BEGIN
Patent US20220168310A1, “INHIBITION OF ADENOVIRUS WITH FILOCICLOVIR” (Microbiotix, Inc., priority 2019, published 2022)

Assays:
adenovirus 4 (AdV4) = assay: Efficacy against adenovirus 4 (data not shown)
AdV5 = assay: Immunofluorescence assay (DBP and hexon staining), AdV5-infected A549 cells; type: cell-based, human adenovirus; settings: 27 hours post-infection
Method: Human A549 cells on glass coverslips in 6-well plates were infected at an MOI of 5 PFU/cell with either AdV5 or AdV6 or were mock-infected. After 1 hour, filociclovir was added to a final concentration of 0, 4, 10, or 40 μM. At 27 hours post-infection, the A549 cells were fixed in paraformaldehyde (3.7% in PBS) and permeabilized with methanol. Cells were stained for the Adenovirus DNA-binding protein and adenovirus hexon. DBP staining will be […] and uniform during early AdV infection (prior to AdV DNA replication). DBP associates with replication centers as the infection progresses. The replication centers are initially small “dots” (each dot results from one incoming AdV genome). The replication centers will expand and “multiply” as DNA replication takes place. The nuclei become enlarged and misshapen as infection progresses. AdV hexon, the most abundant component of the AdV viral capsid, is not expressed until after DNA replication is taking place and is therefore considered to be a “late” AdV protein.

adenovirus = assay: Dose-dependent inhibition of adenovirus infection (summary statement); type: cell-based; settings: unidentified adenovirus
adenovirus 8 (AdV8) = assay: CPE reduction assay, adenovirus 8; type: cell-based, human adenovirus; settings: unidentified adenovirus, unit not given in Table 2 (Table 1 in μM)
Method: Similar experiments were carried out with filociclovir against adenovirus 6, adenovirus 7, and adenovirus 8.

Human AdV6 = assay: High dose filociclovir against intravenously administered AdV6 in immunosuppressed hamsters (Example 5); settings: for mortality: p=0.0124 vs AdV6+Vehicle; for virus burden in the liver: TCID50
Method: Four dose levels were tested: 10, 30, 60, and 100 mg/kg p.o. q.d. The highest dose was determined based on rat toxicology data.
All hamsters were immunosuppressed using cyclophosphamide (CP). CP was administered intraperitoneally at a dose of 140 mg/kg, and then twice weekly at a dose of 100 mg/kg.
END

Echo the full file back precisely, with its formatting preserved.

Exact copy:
Patent US20220168310A1, “INHIBITION OF ADENOVIRUS WITH FILOCICLOVIR” (Microbiotix, Inc., priority 2019, published 2022)

Assays:
adenovirus 4 (AdV4) = assay: Efficacy against adenovirus 4 (data not shown)
AdV5 = assay: Immunofluorescence assay (DBP and hexon staining), AdV5-infected A549 cells; type: cell-based, human adenovirus; settings: 27 hours post-infection
Method: Human A549 cells on glass coverslips in 6-well plates were infected at an MOI of 5 PFU/cell with either AdV5 or AdV6 or were mock-infected. After 1 hour, filociclovir was added to a final concentration of 0, 4, 10, or 40 μM. At 27 hours post-infection, the A549 cells were fixed in paraformaldehyde (3.7% in PBS) and permeabilized with methanol. Cells were stained for the Adenovirus DNA-binding protein and adenovirus hexon. DBP staining will be […] and uniform during early AdV infection (prior to AdV DNA replication). DBP associates with replication centers as the infection progresses. The replication centers are initially small “dots” (each dot results from one incoming AdV genome). The replication centers will expand and “multiply” as DNA replication takes place. The nuclei become enlarged and misshapen as infection progresses. AdV hexon, the most abundant component of the AdV viral capsid, is not expressed until after DNA replication is taking place and is therefore considered to be a “late” AdV protein.

adenovirus = assay: Dose-dependent inhibition of adenovirus infection (summary statement); type: cell-based; settings: unidentified adenovirus
adenovirus 8 (AdV8) = assay: CPE reduction assay, adenovirus 8; type: cell-based, human adenovirus; settings: unidentified adenovirus, unit not given in Table 2 (Table 1 in μM)
Method: Similar experiments were carried out with filociclovir against adenovirus 6, adenovirus 7, and adenovirus 8.

Human AdV6 = assay: High dose filociclovir against intravenously administered AdV6 in immunosuppressed hamsters (Example 5); settings: for mortality: p=0.0124 vs AdV6+Vehicle; for virus burden in the liver: TCID50
Method: Four dose levels were tested: 10, 30, 60, and 100 mg/kg p.o. q.d. The highest dose was determined based on rat toxicology data.
All hamsters were immunosuppressed using cyclophosphamide (CP). CP was administered intraperitoneally at a dose of 140 mg/kg, and then twice weekly at a dose of 100 mg/kg.